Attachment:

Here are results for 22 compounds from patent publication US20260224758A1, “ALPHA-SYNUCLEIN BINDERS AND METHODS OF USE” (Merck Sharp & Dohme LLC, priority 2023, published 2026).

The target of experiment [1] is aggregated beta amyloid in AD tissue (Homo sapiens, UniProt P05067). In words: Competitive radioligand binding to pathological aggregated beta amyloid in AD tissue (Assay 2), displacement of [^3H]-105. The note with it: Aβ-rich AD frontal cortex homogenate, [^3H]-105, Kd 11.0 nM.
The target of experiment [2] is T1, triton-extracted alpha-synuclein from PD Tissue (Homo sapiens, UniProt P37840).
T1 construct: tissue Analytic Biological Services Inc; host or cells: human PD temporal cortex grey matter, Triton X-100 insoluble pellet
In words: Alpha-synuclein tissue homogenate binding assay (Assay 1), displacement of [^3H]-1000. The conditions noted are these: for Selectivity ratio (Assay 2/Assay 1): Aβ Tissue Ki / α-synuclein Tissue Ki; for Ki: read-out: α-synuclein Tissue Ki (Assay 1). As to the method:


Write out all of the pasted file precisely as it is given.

Here are results for 22 compounds from patent publication US20260224758A1, “ALPHA-SYNUCLEIN BINDERS AND METHODS OF USE” (Merck Sharp & Dohme LLC, priority 2023, published 2026).

The target of experiment [1] is aggregated beta amyloid in AD tissue (Homo sapiens, UniProt P05067). In words: Competitive radioligand binding to pathological aggregated beta amyloid in AD tissue (Assay 2), displacement of [^3H]-105. The note with it: Aβ-rich AD frontal cortex homogenate, [^3H]-105, Kd 11.0 nM.
The target of experiment [2] is T1, triton-extracted alpha-synuclein from PD Tissue (Homo sapiens, UniProt P37840).
T1 construct: tissue Analytic Biological Services Inc; host or cells: human PD temporal cortex grey matter, Triton X-100 insoluble pellet
In words: Alpha-synuclein tissue homogenate binding assay (Assay 1), displacement of [^3H]-1000. The conditions noted are these: for Selectivity ratio (Assay 2/Assay 1): Aβ Tissue Ki / α-synuclein Tissue Ki; for Ki: read-out: α-synuclein Tissue Ki (Assay 1). As to the method: